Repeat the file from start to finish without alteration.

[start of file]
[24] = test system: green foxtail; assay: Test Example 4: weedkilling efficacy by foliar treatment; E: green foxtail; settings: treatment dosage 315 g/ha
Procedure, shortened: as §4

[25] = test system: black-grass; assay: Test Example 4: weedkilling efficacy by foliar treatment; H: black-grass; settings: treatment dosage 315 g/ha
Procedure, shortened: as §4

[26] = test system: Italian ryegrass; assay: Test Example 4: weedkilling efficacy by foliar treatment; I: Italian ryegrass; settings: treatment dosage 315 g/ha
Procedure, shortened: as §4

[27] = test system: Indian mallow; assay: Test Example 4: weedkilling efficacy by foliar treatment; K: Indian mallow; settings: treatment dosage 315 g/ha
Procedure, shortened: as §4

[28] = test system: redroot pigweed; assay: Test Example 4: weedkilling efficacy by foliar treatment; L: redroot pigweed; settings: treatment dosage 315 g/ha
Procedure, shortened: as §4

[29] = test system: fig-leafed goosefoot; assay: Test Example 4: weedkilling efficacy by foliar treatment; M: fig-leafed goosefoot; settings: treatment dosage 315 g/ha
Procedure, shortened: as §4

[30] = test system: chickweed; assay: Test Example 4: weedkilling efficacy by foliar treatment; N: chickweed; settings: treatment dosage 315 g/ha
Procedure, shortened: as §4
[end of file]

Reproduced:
[24] = test system: green foxtail; assay: Test Example 4: weedkilling efficacy by foliar treatment; E: green foxtail; settings: treatment dosage 315 g/ha
Procedure, shortened: as §4

[25] = test system: black-grass; assay: Test Example 4: weedkilling efficacy by foliar treatment; H: black-grass; settings: treatment dosage 315 g/ha
Procedure, shortened: as §4

[26] = test system: Italian ryegrass; assay: Test Example 4: weedkilling efficacy by foliar treatment; I: Italian ryegrass; settings: treatment dosage 315 g/ha
Procedure, shortened: as §4

[27] = test system: Indian mallow; assay: Test Example 4: weedkilling efficacy by foliar treatment; K: Indian mallow; settings: treatment dosage 315 g/ha
Procedure, shortened: as §4

[28] = test system: redroot pigweed; assay: Test Example 4: weedkilling efficacy by foliar treatment; L: redroot pigweed; settings: treatment dosage 315 g/ha
Procedure, shortened: as §4

[29] = test system: fig-leafed goosefoot; assay: Test Example 4: weedkilling efficacy by foliar treatment; M: fig-leafed goosefoot; settings: treatment dosage 315 g/ha
Procedure, shortened: as §4

[30] = test system: chickweed; assay: Test Example 4: weedkilling efficacy by foliar treatment; N: chickweed; settings: treatment dosage 315 g/ha
Procedure, shortened: as §4